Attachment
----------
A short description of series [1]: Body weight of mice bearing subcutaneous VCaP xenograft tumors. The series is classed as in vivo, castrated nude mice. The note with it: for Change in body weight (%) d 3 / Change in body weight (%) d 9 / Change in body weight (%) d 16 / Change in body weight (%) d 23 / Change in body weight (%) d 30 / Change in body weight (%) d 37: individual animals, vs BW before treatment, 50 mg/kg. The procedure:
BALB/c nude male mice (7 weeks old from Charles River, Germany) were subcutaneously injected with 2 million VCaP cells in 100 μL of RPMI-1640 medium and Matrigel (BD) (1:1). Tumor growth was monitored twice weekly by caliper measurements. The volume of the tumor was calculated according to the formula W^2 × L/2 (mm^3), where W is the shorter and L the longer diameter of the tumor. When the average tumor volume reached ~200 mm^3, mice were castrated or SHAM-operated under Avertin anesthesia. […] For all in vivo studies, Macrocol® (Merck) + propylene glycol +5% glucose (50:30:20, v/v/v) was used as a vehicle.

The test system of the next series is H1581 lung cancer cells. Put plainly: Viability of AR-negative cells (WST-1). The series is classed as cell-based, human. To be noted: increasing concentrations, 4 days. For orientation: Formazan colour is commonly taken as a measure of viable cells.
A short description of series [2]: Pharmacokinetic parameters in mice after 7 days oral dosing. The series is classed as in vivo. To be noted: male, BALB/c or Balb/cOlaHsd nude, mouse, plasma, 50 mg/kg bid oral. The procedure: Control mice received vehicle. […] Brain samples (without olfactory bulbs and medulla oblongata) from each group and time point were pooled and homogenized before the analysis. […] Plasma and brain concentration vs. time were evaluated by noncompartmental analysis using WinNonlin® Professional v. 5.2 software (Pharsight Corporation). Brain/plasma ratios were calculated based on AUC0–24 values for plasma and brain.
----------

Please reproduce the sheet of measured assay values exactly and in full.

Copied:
A short description of series [1]: Body weight of mice bearing subcutaneous VCaP xenograft tumors. The series is classed as in vivo, castrated nude mice. The note with it: for Change in body weight (%) d 3 / Change in body weight (%) d 9 / Change in body weight (%) d 16 / Change in body weight (%) d 23 / Change in body weight (%) d 30 / Change in body weight (%) d 37: individual animals, vs BW before treatment, 50 mg/kg. The procedure:
BALB/c nude male mice (7 weeks old from Charles River, Germany) were subcutaneously injected with 2 million VCaP cells in 100 μL of RPMI-1640 medium and Matrigel (BD) (1:1). Tumor growth was monitored twice weekly by caliper measurements. The volume of the tumor was calculated according to the formula W^2 × L/2 (mm^3), where W is the shorter and L the longer diameter of the tumor. When the average tumor volume reached ~200 mm^3, mice were castrated or SHAM-operated under Avertin anesthesia. […] For all in vivo studies, Macrocol® (Merck) + propylene glycol +5% glucose (50:30:20, v/v/v) was used as a vehicle.

The test system of the next series is H1581 lung cancer cells. Put plainly: Viability of AR-negative cells (WST-1). The series is classed as cell-based, human. To be noted: increasing concentrations, 4 days. For orientation: Formazan colour is commonly taken as a measure of viable cells.
A short description of series [2]: Pharmacokinetic parameters in mice after 7 days oral dosing. The series is classed as in vivo. To be noted: male, BALB/c or Balb/cOlaHsd nude, mouse, plasma, 50 mg/kg bid oral. The procedure: Control mice received vehicle. […] Brain samples (without olfactory bulbs and medulla oblongata) from each group and time point were pooled and homogenized before the analysis. […] Plasma and brain concentration vs. time were evaluated by noncompartmental analysis using WinNonlin® Professional v. 5.2 software (Pharsight Corporation). Brain/plasma ratios were calculated based on AUC0–24 values for plasma and brain.